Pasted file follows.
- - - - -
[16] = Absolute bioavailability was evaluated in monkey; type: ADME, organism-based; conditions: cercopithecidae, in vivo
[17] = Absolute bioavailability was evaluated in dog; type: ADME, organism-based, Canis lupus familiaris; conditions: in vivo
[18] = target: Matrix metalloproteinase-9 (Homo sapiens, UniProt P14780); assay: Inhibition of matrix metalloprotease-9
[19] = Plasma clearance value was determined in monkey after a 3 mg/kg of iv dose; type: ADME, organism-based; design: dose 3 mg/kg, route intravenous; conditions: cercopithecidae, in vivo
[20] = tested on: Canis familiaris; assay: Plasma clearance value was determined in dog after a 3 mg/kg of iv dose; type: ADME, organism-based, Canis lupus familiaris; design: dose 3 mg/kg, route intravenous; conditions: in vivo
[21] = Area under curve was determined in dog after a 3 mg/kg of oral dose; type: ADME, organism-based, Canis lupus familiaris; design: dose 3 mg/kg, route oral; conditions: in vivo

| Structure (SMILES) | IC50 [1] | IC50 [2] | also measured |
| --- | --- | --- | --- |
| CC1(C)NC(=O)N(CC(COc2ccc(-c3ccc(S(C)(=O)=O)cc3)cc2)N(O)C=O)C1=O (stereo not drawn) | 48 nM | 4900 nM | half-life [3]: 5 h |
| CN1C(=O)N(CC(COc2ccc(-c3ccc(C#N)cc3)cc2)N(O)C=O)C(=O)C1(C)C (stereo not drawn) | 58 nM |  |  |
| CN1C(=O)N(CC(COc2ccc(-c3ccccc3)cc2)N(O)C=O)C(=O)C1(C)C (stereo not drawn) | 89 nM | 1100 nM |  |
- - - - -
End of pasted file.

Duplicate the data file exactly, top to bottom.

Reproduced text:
[16] = Absolute bioavailability was evaluated in monkey; type: ADME, organism-based; conditions: cercopithecidae, in vivo
[17] = Absolute bioavailability was evaluated in dog; type: ADME, organism-based, Canis lupus familiaris; conditions: in vivo
[18] = target: Matrix metalloproteinase-9 (Homo sapiens, UniProt P14780); assay: Inhibition of matrix metalloprotease-9
[19] = Plasma clearance value was determined in monkey after a 3 mg/kg of iv dose; type: ADME, organism-based; design: dose 3 mg/kg, route intravenous; conditions: cercopithecidae, in vivo
[20] = tested on: Canis familiaris; assay: Plasma clearance value was determined in dog after a 3 mg/kg of iv dose; type: ADME, organism-based, Canis lupus familiaris; design: dose 3 mg/kg, route intravenous; conditions: in vivo
[21] = Area under curve was determined in dog after a 3 mg/kg of oral dose; type: ADME, organism-based, Canis lupus familiaris; design: dose 3 mg/kg, route oral; conditions: in vivo

| Structure (SMILES) | IC50 [1] | IC50 [2] | also measured |
| --- | --- | --- | --- |
| CC1(C)NC(=O)N(CC(COc2ccc(-c3ccc(S(C)(=O)=O)cc3)cc2)N(O)C=O)C1=O (stereo not drawn) | 48 nM | 4900 nM | half-life [3]: 5 h |
| CN1C(=O)N(CC(COc2ccc(-c3ccc(C#N)cc3)cc2)N(O)C=O)C(=O)C1(C)C (stereo not drawn) | 58 nM |  |  |
| CN1C(=O)N(CC(COc2ccc(-c3ccccc3)cc2)N(O)C=O)C(=O)C1(C)C (stereo not drawn) | 89 nM | 1100 nM |  |